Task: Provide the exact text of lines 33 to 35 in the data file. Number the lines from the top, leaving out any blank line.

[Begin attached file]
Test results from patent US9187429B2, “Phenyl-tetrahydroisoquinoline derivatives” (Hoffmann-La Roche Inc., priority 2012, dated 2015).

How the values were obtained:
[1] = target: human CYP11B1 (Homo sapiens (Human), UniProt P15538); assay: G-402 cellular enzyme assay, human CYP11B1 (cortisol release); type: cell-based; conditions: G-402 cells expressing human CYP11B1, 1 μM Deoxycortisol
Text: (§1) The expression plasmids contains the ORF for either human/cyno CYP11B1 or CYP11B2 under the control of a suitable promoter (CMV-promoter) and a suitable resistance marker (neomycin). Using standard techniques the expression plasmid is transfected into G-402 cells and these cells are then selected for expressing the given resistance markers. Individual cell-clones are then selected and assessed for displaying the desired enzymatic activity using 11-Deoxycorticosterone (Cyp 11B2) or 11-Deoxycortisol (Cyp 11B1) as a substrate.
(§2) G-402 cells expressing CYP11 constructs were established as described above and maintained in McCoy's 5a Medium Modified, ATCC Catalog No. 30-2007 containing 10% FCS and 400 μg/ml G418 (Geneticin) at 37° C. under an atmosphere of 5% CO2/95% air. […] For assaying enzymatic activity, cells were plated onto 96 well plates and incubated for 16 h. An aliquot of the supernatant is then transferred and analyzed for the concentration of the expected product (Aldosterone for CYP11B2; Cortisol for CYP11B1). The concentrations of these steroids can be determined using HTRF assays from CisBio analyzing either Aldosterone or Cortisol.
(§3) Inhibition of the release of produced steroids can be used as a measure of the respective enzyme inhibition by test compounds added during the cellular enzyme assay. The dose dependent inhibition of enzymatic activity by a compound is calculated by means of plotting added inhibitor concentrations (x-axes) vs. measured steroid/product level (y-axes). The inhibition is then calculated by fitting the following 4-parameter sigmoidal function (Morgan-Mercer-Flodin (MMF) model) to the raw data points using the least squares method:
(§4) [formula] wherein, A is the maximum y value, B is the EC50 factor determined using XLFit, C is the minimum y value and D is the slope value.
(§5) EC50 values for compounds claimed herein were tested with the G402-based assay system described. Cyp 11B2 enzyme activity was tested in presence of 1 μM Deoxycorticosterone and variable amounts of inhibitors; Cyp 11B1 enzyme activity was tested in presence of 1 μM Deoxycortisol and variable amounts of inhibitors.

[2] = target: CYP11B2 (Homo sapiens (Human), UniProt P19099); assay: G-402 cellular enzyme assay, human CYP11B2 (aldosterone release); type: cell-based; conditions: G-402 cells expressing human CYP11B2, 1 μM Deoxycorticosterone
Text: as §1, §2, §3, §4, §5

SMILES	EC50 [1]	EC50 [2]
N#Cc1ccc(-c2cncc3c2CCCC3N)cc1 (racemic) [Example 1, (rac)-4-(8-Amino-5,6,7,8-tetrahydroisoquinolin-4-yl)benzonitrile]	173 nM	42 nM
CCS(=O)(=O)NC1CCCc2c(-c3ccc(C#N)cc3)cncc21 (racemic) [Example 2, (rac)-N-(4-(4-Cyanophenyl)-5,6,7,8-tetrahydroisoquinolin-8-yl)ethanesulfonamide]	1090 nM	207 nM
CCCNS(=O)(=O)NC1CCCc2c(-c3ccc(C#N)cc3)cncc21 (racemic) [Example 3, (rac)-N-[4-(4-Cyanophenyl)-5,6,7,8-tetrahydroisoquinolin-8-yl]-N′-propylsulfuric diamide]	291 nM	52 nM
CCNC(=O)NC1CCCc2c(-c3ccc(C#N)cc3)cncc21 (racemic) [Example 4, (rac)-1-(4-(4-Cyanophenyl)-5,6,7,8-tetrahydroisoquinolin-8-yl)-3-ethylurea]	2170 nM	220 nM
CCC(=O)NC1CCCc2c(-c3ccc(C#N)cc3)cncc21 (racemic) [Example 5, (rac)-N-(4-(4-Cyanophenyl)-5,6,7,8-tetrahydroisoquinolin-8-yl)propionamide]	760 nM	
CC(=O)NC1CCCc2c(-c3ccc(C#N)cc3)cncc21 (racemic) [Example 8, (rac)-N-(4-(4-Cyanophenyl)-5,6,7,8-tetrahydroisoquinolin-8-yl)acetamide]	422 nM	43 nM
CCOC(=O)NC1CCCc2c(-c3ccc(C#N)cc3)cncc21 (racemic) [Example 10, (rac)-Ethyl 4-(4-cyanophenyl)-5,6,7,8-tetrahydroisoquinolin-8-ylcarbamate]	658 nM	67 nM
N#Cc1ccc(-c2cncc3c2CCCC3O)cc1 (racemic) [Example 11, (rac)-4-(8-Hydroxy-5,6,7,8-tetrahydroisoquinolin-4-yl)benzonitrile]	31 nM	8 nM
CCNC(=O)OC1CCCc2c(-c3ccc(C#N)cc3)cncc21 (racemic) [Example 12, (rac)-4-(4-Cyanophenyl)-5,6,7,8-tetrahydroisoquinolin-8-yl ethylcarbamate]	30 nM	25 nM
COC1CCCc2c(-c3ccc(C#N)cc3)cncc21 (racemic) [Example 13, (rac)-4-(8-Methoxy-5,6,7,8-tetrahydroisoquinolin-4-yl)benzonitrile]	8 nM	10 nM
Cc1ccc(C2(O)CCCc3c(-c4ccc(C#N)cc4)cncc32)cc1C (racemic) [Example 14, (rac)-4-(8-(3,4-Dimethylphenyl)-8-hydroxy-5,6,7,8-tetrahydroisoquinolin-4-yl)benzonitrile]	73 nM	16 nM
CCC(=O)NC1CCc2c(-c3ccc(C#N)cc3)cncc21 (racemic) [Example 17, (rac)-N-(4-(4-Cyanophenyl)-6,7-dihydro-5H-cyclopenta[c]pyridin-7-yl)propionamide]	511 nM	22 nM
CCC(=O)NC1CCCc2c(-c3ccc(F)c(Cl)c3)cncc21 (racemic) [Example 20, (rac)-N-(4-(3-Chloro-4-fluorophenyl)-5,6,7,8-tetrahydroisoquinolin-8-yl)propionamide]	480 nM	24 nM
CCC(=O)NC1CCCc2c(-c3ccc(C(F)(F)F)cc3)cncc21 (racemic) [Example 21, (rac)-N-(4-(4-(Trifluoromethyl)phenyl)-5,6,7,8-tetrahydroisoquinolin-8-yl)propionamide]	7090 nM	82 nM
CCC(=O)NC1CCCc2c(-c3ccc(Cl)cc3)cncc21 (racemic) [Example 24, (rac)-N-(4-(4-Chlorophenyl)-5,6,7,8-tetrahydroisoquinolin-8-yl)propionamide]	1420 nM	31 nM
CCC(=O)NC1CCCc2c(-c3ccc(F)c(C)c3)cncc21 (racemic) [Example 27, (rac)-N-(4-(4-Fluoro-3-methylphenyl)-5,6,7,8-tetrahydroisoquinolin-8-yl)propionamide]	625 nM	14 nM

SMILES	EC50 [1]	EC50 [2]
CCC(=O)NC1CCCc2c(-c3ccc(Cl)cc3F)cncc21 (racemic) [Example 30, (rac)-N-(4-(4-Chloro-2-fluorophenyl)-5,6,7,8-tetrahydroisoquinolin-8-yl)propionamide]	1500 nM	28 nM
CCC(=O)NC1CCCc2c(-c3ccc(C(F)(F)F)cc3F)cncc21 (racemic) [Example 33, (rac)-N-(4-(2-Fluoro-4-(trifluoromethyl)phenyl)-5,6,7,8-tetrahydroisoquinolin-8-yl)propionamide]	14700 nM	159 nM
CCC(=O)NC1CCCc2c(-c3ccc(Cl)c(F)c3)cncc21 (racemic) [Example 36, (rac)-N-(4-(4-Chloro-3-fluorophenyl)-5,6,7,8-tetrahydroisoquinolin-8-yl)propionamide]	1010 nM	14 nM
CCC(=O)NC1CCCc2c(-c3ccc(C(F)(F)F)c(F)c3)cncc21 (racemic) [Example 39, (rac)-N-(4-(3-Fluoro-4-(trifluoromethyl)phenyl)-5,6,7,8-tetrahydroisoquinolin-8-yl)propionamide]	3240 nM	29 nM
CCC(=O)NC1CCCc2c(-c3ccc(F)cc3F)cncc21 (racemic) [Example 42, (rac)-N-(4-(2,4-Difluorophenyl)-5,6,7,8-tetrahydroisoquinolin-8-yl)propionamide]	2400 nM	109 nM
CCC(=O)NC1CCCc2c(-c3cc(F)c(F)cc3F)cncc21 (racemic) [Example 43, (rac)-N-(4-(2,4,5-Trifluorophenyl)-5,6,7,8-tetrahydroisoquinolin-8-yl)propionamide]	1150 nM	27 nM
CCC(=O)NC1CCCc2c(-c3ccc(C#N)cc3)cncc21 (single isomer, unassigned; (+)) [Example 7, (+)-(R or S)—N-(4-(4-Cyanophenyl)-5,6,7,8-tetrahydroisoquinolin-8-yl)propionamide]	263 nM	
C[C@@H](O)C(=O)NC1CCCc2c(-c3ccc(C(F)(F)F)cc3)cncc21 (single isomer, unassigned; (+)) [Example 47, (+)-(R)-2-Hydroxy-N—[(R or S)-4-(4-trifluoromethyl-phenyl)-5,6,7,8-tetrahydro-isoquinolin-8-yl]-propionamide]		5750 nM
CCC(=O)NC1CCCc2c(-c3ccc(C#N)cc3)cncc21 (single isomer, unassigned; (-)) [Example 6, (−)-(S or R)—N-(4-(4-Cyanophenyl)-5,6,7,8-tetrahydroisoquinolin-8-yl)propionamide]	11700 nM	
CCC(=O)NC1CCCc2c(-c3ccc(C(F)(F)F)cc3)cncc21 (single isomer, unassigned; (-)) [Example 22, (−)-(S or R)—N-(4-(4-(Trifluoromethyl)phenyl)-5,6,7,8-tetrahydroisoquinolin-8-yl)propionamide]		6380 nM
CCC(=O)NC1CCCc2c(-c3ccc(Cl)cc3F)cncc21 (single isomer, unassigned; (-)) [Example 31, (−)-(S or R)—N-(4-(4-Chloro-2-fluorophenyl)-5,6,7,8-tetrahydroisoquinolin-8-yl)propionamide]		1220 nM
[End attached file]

CCC(=O)NC1CCCc2c(-c3ccc(F)cc3F)cncc21 (racemic) [Example 42, (rac)-N-(4-(2,4-Difluorophenyl)-5,6,7,8-tetrahydroisoquinolin-8-yl)propionamide]	2400 nM	109 nM
CCC(=O)NC1CCCc2c(-c3cc(F)c(F)cc3F)cncc21 (racemic) [Example 43, (rac)-N-(4-(2,4,5-Trifluorophenyl)-5,6,7,8-tetrahydroisoquinolin-8-yl)propionamide]	1150 nM	27 nM
CCC(=O)NC1CCCc2c(-c3ccc(C#N)cc3)cncc21 (single isomer, unassigned; (+)) [Example 7, (+)-(R or S)—N-(4-(4-Cyanophenyl)-5,6,7,8-tetrahydroisoquinolin-8-yl)propionamide]	263 nM	